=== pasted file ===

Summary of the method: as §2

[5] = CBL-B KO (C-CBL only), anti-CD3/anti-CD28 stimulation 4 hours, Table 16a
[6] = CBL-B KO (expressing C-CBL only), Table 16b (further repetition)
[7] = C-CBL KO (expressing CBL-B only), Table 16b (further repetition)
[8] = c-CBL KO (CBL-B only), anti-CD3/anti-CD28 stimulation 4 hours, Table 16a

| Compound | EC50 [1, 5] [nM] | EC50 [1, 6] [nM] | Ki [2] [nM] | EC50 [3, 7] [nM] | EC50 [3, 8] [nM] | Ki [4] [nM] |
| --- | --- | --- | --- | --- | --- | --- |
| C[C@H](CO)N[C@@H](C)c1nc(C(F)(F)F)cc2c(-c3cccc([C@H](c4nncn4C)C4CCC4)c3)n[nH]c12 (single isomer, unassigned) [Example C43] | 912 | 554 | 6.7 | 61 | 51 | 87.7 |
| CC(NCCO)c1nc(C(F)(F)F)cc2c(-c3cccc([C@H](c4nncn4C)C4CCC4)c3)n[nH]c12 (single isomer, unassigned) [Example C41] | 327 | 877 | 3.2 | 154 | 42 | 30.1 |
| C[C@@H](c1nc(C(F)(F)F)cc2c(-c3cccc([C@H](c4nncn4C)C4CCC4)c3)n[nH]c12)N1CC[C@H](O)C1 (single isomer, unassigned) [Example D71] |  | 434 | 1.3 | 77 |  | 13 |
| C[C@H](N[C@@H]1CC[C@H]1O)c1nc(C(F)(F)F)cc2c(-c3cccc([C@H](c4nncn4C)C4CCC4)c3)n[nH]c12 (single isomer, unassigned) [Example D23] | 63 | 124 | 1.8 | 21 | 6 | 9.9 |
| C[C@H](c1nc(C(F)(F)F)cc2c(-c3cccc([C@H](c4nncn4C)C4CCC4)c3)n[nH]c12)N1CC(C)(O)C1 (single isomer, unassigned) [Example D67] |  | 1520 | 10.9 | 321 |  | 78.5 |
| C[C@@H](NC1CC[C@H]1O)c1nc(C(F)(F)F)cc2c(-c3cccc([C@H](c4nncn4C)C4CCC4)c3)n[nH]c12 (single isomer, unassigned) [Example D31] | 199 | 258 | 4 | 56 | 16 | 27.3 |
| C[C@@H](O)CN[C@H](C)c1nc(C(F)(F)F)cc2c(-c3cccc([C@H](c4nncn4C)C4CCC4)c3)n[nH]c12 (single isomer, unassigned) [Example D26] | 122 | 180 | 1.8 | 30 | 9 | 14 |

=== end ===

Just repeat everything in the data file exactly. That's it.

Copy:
Summary of the method: as §2

[5] = CBL-B KO (C-CBL only), anti-CD3/anti-CD28 stimulation 4 hours, Table 16a
[6] = CBL-B KO (expressing C-CBL only), Table 16b (further repetition)
[7] = C-CBL KO (expressing CBL-B only), Table 16b (further repetition)
[8] = c-CBL KO (CBL-B only), anti-CD3/anti-CD28 stimulation 4 hours, Table 16a

| Compound | EC50 [1, 5] [nM] | EC50 [1, 6] [nM] | Ki [2] [nM] | EC50 [3, 7] [nM] | EC50 [3, 8] [nM] | Ki [4] [nM] |
| --- | --- | --- | --- | --- | --- | --- |
| C[C@H](CO)N[C@@H](C)c1nc(C(F)(F)F)cc2c(-c3cccc([C@H](c4nncn4C)C4CCC4)c3)n[nH]c12 (single isomer, unassigned) [Example C43] | 912 | 554 | 6.7 | 61 | 51 | 87.7 |
| CC(NCCO)c1nc(C(F)(F)F)cc2c(-c3cccc([C@H](c4nncn4C)C4CCC4)c3)n[nH]c12 (single isomer, unassigned) [Example C41] | 327 | 877 | 3.2 | 154 | 42 | 30.1 |
| C[C@@H](c1nc(C(F)(F)F)cc2c(-c3cccc([C@H](c4nncn4C)C4CCC4)c3)n[nH]c12)N1CC[C@H](O)C1 (single isomer, unassigned) [Example D71] |  | 434 | 1.3 | 77 |  | 13 |
| C[C@H](N[C@@H]1CC[C@H]1O)c1nc(C(F)(F)F)cc2c(-c3cccc([C@H](c4nncn4C)C4CCC4)c3)n[nH]c12 (single isomer, unassigned) [Example D23] | 63 | 124 | 1.8 | 21 | 6 | 9.9 |
| C[C@H](c1nc(C(F)(F)F)cc2c(-c3cccc([C@H](c4nncn4C)C4CCC4)c3)n[nH]c12)N1CC(C)(O)C1 (single isomer, unassigned) [Example D67] |  | 1520 | 10.9 | 321 |  | 78.5 |
| C[C@@H](NC1CC[C@H]1O)c1nc(C(F)(F)F)cc2c(-c3cccc([C@H](c4nncn4C)C4CCC4)c3)n[nH]c12 (single isomer, unassigned) [Example D31] | 199 | 258 | 4 | 56 | 16 | 27.3 |
| C[C@@H](O)CN[C@H](C)c1nc(C(F)(F)F)cc2c(-c3cccc([C@H](c4nncn4C)C4CCC4)c3)n[nH]c12 (single isomer, unassigned) [Example D26] | 122 | 180 | 1.8 | 30 | 9 | 14 |